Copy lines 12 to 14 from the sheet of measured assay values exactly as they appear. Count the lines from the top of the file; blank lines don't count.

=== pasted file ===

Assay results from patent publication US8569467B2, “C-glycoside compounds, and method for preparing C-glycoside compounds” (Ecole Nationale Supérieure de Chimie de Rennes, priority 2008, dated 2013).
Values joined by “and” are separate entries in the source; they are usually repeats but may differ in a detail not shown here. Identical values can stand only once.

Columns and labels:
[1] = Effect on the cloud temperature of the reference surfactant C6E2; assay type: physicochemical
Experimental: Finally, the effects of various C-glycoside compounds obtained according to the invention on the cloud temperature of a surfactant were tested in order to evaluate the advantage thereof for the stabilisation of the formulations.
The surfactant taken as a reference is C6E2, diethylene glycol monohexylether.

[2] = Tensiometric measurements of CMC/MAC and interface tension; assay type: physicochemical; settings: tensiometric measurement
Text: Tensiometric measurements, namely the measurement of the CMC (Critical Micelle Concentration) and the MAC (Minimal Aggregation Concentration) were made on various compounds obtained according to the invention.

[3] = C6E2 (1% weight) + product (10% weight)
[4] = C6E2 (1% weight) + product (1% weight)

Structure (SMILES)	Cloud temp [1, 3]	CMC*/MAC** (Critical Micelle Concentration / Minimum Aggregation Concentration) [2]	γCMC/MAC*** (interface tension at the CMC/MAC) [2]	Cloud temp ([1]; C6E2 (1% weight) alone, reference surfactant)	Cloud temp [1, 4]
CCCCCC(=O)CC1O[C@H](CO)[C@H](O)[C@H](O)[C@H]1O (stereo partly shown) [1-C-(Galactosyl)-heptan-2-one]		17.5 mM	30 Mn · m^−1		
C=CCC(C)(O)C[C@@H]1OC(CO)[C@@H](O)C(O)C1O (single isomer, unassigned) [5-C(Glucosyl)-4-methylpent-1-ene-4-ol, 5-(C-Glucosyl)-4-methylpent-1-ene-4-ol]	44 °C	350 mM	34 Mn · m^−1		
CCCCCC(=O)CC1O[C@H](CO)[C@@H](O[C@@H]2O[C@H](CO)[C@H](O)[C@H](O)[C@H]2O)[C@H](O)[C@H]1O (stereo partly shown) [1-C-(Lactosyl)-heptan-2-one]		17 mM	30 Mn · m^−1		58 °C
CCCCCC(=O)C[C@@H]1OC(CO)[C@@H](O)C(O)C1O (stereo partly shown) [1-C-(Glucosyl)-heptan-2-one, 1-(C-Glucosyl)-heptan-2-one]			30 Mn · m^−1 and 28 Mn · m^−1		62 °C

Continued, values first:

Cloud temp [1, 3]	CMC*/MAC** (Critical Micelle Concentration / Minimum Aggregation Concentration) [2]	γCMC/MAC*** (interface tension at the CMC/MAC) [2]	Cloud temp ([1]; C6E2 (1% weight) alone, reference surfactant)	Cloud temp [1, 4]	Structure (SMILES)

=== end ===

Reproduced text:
CCCCCC(=O)CC1O[C@H](CO)[C@H](O)[C@H](O)[C@H]1O (stereo partly shown) [1-C-(Galactosyl)-heptan-2-one]		17.5 mM	30 Mn · m^−1		
C=CCC(C)(O)C[C@@H]1OC(CO)[C@@H](O)C(O)C1O (single isomer, unassigned) [5-C(Glucosyl)-4-methylpent-1-ene-4-ol, 5-(C-Glucosyl)-4-methylpent-1-ene-4-ol]	44 °C	350 mM	34 Mn · m^−1		
CCCCCC(=O)CC1O[C@H](CO)[C@@H](O[C@@H]2O[C@H](CO)[C@H](O)[C@H](O)[C@H]2O)[C@H](O)[C@H]1O (stereo partly shown) [1-C-(Lactosyl)-heptan-2-one]		17 mM	30 Mn · m^−1		58 °C